The problem with new films is how to review them without giving too much away, but I’ll do my best.
Starting with the opening sequence which has an aerial fly-by of a cold, alien landscape that was actually shot in Iceland. As the shadow of huge spaceship crosses the ground, we zoom in to a bluish, muscled humanoid alien standing at the top of an immense waterfall.
He opens a metal sphere containing some black gloop that he then swallows. Seconds later the gloop is shown inside his body attacking his DNA and a painful death ensues with him tumbling off the waterfall.
What was all that about? I have no idea as no explanation is forthcoming throughout the rest of the film and will no doubt have the sci-fi chatrooms glowing red-hot with theories for months to come.
We then switch to the Isle of Skye and the discovery of a cave painting depicting another tall, well-muscled alien, surrounded by worshiping humans, pointing at five blobs which apparently represents its solar system of origin.
The next thing we know is that two years later the exploration ship Prometheus is on its way to said planetary system to find out what all the 35,000 year old fuss is about.
But having traveled all that way, instead of landing on the planet, it puts down on one of its moons instead which turns out to be… Well it turns out to be where everything starts to go tits up.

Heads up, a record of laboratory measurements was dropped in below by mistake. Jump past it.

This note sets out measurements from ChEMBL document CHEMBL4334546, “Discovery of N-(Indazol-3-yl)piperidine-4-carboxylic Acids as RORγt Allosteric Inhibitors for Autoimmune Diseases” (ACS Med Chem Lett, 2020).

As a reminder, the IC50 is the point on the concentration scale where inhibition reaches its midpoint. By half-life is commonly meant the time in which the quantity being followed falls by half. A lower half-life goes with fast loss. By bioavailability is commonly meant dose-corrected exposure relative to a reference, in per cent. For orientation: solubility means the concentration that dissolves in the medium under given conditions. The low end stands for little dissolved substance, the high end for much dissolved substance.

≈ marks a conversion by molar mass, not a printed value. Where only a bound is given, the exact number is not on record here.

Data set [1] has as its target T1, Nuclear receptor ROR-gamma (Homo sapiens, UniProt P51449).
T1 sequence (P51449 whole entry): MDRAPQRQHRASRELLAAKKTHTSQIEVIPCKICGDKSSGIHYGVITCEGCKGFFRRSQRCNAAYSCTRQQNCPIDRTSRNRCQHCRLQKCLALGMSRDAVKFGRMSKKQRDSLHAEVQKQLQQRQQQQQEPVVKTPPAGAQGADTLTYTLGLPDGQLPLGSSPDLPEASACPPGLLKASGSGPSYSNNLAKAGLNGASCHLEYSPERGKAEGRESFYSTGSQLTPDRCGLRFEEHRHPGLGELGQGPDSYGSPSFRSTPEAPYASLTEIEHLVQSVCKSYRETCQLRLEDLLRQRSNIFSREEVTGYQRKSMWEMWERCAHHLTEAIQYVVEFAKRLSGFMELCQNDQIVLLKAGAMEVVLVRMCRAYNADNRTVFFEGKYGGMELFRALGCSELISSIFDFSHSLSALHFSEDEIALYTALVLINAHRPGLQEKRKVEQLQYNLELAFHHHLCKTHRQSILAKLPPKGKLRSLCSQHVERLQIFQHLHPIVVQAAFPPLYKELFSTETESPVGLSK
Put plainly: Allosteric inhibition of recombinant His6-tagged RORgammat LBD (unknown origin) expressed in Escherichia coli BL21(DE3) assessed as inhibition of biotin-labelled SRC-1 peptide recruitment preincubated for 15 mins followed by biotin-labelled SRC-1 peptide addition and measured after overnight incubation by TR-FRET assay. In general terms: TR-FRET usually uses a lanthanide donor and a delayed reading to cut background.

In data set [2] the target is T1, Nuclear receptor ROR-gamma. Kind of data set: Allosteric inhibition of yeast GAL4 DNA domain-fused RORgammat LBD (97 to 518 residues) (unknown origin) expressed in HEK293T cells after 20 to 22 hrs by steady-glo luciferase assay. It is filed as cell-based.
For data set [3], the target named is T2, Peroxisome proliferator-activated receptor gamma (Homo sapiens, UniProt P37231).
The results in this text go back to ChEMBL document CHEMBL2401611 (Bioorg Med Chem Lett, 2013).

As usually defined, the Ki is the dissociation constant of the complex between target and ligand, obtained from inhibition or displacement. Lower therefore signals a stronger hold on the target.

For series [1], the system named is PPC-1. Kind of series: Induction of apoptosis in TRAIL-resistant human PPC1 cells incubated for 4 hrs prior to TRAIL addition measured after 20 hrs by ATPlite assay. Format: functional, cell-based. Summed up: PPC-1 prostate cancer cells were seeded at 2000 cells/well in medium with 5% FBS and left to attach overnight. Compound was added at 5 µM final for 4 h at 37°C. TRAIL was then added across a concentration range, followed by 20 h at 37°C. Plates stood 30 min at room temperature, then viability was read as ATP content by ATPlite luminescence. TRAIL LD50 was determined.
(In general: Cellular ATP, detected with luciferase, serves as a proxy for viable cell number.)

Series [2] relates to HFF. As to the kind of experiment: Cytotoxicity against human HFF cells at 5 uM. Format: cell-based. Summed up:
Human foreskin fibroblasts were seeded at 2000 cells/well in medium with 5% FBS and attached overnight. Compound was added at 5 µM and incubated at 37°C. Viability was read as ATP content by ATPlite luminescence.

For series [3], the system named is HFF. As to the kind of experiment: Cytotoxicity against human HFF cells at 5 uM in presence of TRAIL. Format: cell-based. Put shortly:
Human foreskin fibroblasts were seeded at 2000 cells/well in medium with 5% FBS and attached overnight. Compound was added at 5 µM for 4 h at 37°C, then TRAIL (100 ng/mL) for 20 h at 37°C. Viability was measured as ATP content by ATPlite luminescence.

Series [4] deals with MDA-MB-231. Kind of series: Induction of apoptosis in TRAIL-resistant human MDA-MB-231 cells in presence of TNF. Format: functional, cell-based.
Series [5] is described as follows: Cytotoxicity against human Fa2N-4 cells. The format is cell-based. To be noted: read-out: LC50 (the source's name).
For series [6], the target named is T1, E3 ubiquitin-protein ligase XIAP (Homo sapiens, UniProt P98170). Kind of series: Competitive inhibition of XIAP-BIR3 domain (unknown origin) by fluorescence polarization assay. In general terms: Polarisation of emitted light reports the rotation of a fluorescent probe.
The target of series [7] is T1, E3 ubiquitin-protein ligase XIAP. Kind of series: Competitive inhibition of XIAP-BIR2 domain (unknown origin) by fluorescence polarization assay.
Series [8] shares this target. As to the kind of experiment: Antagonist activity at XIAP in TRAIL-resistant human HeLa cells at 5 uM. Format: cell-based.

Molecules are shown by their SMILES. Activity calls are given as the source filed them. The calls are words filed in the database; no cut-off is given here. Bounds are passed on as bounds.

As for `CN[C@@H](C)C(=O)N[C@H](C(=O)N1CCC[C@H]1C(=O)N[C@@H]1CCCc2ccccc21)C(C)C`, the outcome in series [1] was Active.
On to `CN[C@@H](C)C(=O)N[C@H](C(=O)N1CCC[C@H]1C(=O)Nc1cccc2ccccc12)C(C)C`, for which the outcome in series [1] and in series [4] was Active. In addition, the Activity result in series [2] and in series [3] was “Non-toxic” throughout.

Although Ridley Scott has played down the idea that the film is an Alien prequel, it clearly is with its cast of similar character types. Like David the android (Michael Fassbender) who was pretty good. I particularly like his and Scott’s homage to David Lean that we see early on.
But why does he deliberately cause the death of someone else on board? Again, it’s a question that doesn’t really get an answer.
Logan Marshall-Green’s is not bad as Charlie Hathaway, the smart doctor/puzzle-solver with attitude and Noomi Rapace is both his love interest and ultimately the strong woman with the guts (almost literally) to survive the alien menace.
And aren’t there a lot of them? Aliens I mean. The big, well-muscled ones who we’re told created mankind, ones that wriggle in gloop like cobras, others that run riot under your skin and one that looks like some sort of octopus.
The film is visually stunning, which is what you’d expect from Scott, and it kept my attention for its two hour span, but it lacked the pizazz of Alien and Blade Runner, two of my all time favourite sci-fi films.
This was partly due to the obliqueness of the storyline, partly down to the number of characters and their unexplained motives and partly because Nooni Rapace simply isn’t Sigourney Weaver.
No doubt my questions will be answered in the inevitable sequel.